She told the Times, "We know JSOC is far more secretive than the CIA, and that Congressional oversight is weaker." In her view, this 'CIA out of drones' story could represent a "shortcut by the administration, an effort to deflect criticism of the drone program without directly answering that criticism."

Another effort to deflect criticism while keeping American prerogatives intact got headlines over the past few days when, after a long stalemate and complaints from President Hamid Karzai that the US was intent on violating Afghan sovereignty, Bagram Prison was officially transferred to the Afghan government.

Since last March, some 4,000 prisoners in what is now called the Afghan National Detention Facility at Parwan have been handed over to Afghan control. Over a thousand of them were subsequently freed.

The US refused to transfer about 50 prisoners whom it considered 'especially dangerous' and insisted should be indefinitely detained without charges or trials. It was unmoved by a September 17, 2012 ruling by a judicial panel in Afghanistan that holding detainees indefinitely in this way violated the law and constitution.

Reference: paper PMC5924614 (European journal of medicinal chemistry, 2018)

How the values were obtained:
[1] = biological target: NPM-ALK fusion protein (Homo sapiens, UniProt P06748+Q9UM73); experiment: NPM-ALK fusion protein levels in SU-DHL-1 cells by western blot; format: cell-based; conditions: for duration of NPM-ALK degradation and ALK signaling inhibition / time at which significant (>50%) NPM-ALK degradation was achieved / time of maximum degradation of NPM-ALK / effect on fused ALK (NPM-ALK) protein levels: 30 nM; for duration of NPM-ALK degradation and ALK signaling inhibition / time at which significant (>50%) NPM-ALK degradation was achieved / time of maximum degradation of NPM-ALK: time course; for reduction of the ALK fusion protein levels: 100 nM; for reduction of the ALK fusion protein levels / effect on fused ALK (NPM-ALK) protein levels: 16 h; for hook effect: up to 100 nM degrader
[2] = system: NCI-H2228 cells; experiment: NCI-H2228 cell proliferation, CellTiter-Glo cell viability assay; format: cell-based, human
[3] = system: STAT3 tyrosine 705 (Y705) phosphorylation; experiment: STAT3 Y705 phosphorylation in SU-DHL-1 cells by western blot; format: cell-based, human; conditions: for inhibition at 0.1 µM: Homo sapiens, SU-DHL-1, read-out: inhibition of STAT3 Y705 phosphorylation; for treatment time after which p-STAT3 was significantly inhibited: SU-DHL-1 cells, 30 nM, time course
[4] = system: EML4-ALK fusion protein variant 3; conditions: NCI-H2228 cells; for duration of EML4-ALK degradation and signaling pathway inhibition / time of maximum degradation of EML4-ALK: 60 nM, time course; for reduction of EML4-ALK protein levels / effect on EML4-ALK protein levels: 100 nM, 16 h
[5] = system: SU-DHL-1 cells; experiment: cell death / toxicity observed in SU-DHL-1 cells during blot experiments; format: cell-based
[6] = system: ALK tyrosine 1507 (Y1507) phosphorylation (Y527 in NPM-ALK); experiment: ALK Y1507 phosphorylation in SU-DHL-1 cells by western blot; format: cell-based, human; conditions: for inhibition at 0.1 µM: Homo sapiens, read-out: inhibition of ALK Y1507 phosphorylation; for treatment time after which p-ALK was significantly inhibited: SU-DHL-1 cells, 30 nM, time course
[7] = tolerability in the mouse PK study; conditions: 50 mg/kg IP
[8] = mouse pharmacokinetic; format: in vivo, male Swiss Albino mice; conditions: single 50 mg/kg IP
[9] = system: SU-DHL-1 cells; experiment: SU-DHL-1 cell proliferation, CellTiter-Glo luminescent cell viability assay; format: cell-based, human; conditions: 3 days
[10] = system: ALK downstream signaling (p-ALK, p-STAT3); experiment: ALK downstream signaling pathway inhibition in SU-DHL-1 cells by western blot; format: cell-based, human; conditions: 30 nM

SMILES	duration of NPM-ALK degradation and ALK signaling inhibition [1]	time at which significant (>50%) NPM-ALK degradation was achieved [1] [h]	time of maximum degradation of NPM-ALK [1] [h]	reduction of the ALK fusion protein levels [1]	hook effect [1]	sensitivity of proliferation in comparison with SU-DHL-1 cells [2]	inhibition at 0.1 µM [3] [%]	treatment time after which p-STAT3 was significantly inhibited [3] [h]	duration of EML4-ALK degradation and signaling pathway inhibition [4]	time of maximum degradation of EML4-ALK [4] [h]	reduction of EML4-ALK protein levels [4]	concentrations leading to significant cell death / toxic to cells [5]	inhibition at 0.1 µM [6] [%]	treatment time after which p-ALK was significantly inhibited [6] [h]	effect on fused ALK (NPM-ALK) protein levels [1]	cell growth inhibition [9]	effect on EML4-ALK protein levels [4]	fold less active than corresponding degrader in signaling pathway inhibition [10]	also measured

So has this matter finally been laid to rest? It is not clear. The BBC reported that about 50 prisoners will remain in US hands, while, according to today's The New York Times, the US has received "private assurances" that Afghanistan will not release "enduring security threats."

That could mean that the prison will continue to function as "the other Guantanamo" for some time to come.

As for the prison at Guantanamo Bay – which the post revolution Cuban government considers "occupied territory" and a violation of Cuban sovereignty – there are new signs that it will not be closed anytime soon. At a time of budget cuts, the military requested nearly $200 million to renovate what was supposed to be a temporary facility.

In the words of Ret. Col. Morris Davis, the former chief prosecutor of Guantanamo’s military commission, the detainees “are getting older — they’ve been there 10 or 11 years, and some of them are beginning to get into that geriatric medical state that Gitmo wasn’t really equipped to handle.